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Gazzard and Pyatt quit Bashley
Updated 11:49am Thursday 15th May 2014 in Sport
PAUL Gazzard and John Pyatt have quit as co-managers of Bashley.
Just five days after a boardroom takeover saw Bash saved from certain closure, Gazzard – a stalwart of more than ten years’ service – and former Brockenhurst boss Pyatt relinquished their roles following a season of struggle in the Southern Premier Division.
New chairman Angela Speechley-Price said Bash could announce their replacements within a week but may defer the decision until after the club’s annual general meeting on May 27.
Reflecting on his decision to go, Gazzard said: “Leaving was always a possibility and the state of the club made my decision a little bit easier.
“I knew I had to commit more time to my family, but the other half of it came down to not enjoying my football last season.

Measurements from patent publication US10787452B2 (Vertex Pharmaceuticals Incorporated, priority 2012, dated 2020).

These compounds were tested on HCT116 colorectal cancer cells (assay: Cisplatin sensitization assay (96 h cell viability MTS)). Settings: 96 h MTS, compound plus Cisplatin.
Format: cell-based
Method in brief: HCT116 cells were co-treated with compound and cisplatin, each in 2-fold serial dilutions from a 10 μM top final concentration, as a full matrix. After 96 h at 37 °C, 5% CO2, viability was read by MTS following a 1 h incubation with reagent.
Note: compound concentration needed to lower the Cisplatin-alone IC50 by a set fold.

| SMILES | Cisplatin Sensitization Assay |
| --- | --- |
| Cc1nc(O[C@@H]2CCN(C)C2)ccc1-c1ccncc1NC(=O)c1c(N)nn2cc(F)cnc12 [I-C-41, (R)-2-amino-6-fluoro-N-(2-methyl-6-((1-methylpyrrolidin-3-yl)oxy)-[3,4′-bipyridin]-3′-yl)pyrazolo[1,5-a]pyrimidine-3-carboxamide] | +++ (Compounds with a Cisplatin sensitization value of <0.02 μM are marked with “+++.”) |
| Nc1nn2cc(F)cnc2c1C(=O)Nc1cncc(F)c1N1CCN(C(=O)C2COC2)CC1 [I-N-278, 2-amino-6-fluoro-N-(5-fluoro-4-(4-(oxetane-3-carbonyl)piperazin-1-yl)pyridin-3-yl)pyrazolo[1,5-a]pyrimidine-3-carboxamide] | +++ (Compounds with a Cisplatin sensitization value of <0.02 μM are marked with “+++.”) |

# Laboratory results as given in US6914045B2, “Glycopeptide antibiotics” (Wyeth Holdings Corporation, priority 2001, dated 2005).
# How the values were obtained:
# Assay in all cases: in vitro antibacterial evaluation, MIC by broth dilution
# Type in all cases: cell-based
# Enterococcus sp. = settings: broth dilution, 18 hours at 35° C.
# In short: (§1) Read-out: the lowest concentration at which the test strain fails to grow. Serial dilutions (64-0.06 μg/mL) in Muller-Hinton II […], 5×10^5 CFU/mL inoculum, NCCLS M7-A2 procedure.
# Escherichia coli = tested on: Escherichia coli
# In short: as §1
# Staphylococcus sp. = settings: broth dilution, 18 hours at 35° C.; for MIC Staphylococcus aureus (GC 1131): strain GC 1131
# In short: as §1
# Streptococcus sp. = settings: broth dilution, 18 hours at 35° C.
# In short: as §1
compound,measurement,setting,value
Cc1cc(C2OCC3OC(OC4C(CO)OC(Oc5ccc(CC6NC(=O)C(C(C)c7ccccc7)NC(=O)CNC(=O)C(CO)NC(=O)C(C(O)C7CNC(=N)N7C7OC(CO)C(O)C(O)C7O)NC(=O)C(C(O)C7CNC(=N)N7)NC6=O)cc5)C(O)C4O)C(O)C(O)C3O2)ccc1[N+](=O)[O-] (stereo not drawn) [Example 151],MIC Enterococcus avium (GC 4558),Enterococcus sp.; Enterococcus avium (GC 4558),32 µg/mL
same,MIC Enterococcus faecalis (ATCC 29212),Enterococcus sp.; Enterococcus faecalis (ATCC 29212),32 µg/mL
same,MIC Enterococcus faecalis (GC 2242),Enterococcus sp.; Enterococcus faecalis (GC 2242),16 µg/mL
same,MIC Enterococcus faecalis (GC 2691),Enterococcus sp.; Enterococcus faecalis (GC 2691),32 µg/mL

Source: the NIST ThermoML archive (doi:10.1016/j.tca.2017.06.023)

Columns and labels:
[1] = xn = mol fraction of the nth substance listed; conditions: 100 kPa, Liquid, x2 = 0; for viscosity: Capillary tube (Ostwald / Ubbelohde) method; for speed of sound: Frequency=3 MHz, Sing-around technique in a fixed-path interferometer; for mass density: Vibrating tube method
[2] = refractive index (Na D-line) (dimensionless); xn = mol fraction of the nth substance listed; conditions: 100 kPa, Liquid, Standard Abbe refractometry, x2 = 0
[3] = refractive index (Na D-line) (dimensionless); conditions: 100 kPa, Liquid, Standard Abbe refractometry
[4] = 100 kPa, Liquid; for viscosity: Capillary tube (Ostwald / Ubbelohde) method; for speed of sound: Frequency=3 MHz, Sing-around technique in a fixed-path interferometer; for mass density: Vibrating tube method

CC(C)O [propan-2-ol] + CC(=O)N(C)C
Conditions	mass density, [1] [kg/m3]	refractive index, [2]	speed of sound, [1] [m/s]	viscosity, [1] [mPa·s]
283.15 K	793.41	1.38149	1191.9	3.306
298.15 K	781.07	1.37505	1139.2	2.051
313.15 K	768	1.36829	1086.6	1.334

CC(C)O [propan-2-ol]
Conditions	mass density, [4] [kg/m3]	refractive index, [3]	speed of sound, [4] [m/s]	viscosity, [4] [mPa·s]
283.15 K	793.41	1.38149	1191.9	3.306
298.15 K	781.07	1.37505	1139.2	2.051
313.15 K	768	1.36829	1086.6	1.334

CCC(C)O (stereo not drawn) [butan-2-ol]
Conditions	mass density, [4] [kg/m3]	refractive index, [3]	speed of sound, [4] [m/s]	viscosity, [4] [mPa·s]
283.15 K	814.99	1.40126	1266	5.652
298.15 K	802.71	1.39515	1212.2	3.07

“I felt it was only fair to step down as manager and the moment of truth for me was feeling relieved when I put down the phone after resigning.
“The pressure had finally gone and I was glad it was over.”
Out-going Bash chairman Mike Cranidge admitted the New Forest club had been set to fold prior to last week’s last-ditch U-turn which saw the new chair replace him in the hot seat.
Mrs Speechley-Price and Nick Ferguson, who were briefly part of the committee at AFC Totton last summer, took up interim positions on the club’s executive alongside secretary Tim Allan at the 11th hour to prevent Bash from going under.
The duo had formed part of a three-strong party – which included Graham Speechley-Price, Angela’s husband – set to take over the ailing New Forest outfit in March but withdrew their interest after a rival consortium of existing club members came forward.
At the time, Cranidge insisted the option of the trio taking over “would not be revisited”.
But with the Southern League club having failed to assemble a viable team from its membership, the man who reluctantly stepped into the breach last summer approached Mrs Speechley-Price again in an effort to keep alive Bashley’s 67-year history.
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